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Iowa becomes latest state to tackle asset forfeiture laws, but still has a long way to go

Iowa joins a handful of states that is tackling the problem of civil asset forfeiture, but has a long way to go, according to one advocacy group. (Getty Images)

Iowa Gov. Terry Branstad signed a bill on Tuesday that tightens Iowa's civil forfeiture laws, requiring a criminal conviction before state authorities can seize a citizen's property.

Civil forfeiture laws allow federal, state, and local authorities to seize property, including money, and personal items, from a citizen. Most states — including Iowa, before the passage of this bill — allow property to be seized without criminal conviction, requiring only a suspicion of illegal activity for legal seizure.

The United States Department of Justice claims that the practice is designed to remove "the proceeds of crime and other assets relied upon by criminals and their associates to perpetuate their criminal activity against our society.”

The new law, SF 446 states that if the property to be seized is valued under $5,000, then the state must obtain a conviction in criminal court with clear and convincing evidence before the property can be forfeited in a civil court. Also, the law requires agencies to keep records of the value of the seized property, including an itemized list of expenditures spent using the proceeds of the forfeited property.

According to the Institute for Justice, despite Iowa's new law, the requirements for the success of civil forfeiture to take place against a citizen are still the lowest when compared to the dozen other states that require criminal conviction before seizure. Should the property value above $5,000, no criminal conviction is required before the state can seize a citizen's property, even after the new law takes effect..

By comparison, California requires a criminal conviction if the property is valued under $40,000 before seizure can occur. Ohio, like Iowa, also has a low value requirement, but requires a criminal conviction if the property is valued under $15,000.

Data analysis from the Institute for Justice, however, shows that in 2015, half of all cash forfeitures were under $845. Furthermore, only 14 percent of forfeiture cases saw value over $5,000 seized.

“Iowa has some of the worst civil forfeiture laws in the nation, and we hope this legislation will build momentum for further reforms,” said IJ Senior Legislative Counsel Lee McGrath. “Along with our coalition partner at the ACLU of Iowa, we will keep fighting until Iowa’s rigged system is abolished, once and for all.”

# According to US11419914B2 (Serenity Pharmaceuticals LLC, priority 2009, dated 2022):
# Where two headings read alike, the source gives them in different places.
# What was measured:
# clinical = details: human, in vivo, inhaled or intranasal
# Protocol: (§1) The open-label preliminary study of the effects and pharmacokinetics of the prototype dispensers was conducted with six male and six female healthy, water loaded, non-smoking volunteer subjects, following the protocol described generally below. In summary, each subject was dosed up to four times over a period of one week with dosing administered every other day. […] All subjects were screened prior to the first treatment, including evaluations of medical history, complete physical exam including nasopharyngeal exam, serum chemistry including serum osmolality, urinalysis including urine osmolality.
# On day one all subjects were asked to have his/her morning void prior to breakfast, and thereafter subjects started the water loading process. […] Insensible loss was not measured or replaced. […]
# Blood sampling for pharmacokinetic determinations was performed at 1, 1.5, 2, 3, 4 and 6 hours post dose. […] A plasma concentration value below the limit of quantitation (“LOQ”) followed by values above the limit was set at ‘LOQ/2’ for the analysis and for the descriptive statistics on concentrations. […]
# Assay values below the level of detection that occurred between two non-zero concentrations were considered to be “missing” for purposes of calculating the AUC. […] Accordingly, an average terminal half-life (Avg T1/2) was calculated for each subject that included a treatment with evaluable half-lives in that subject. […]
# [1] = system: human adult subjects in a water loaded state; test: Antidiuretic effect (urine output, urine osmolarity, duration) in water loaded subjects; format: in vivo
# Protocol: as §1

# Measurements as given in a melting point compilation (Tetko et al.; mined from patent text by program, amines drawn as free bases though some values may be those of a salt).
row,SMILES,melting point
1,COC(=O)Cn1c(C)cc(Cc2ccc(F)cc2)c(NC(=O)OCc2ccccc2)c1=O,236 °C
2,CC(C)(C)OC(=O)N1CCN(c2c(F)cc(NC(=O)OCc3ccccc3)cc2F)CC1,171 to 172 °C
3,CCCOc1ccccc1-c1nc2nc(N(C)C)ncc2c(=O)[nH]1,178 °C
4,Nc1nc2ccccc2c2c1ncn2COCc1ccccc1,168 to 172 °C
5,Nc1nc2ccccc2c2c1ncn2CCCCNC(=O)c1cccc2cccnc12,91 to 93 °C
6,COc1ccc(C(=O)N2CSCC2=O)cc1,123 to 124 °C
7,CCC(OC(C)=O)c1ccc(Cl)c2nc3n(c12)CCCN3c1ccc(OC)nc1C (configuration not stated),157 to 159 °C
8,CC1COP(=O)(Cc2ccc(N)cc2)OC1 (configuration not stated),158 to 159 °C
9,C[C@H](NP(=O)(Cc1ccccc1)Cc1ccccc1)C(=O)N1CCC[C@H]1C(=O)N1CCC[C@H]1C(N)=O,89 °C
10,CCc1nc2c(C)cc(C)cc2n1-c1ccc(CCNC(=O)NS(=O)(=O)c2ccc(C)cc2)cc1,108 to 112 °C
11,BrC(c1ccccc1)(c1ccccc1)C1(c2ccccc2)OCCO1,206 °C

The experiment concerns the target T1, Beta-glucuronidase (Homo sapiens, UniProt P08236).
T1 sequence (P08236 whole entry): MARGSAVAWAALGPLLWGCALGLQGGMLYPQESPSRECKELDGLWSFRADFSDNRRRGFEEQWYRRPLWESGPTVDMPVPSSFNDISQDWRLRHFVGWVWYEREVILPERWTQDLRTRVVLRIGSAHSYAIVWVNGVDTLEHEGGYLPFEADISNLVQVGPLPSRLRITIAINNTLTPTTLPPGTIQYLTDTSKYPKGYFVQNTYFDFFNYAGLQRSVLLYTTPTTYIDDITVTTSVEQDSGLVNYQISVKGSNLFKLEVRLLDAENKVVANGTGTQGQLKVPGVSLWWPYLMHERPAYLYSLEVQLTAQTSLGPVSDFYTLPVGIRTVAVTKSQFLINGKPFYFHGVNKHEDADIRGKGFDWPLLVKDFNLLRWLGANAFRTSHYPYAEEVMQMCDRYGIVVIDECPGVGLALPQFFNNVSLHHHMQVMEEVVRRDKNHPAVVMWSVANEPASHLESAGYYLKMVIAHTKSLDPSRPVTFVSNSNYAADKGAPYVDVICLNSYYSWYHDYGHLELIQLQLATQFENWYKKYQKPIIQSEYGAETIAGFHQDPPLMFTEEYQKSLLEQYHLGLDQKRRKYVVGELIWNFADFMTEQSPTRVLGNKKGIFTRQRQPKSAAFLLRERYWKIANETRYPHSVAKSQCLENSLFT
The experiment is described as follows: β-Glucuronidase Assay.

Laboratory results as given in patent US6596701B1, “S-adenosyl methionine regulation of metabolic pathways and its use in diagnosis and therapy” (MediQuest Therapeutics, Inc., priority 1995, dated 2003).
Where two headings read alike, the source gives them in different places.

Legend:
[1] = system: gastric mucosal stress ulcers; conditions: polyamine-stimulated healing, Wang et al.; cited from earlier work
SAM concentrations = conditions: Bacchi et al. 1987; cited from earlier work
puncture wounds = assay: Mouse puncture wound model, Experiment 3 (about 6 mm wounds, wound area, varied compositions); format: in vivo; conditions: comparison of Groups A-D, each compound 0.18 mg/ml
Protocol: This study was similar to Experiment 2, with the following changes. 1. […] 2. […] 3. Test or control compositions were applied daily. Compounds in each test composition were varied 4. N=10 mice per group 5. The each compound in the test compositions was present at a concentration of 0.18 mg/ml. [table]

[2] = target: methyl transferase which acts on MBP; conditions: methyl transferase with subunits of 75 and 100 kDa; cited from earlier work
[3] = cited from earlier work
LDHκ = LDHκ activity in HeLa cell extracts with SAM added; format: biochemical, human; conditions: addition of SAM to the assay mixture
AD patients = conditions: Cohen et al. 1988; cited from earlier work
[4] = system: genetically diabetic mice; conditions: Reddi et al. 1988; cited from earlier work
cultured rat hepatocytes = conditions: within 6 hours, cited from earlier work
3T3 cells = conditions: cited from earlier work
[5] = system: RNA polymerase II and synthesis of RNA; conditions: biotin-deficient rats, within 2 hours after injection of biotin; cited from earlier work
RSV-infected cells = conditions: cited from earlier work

“No one should mistake this bill for a comprehensive fix of Iowa’s shameful forfeiture laws,” McGrath said. “Far too many underlying issues remain unaddressed, including the perverse financial incentives that warp law enforcement priorities to pursue cash instead of criminals.”

However, the Institute for Justice report says it has identified a flaw within the bill concerning the property rights of Iowans.

"Prosecutors do not have to file a forfeiture proceeding until 180 days after the criminal prosecution is resolved, which itself can take months, if not years," noted IJ.

“This change will keep the courthouse doors shut for Iowans desperate to regain their property,” McGrath said. “Justice delayed is justice denied.”

Furthermore, according to IJ, SF 446 does nothing to close the "equitable sharing" loophole, which allows local and state authorities to utilize federal agencies who operate under federal laws, to get around restrictive state forfeiture laws. The local or state authorities who cooperated with the federal agencies can potentially take 80 percent of the federally seized assets under the equitable sharing program.

In other words, local and state authorities can circumvent the entire law simply by turning property over to federal authorities, which will allow them to still obtain 80 cents on the dollar for all property seized.

The Institute reports that from 2000 to 2013, payments to local and state agencies from the Department of Justice more than tripled under the equitable sharing program. This resulted in $4.7 billion being paid out to local and state agencies, with $1.1 billion being received by the Treasury Department under the program.

Other states with loose civil forfeiture laws have recently begun to tighten them, including the passage of a law in North Dakota that not only required criminal convictions before asset forfeiture could take place, but restricted the use of the equitable sharing program to carry out property seizures.

In December, Texas Sen. Konni Burton (R) introduced legislation that would also require a criminal conviction before asset seizure, and restricts use of the equitable sharing program.


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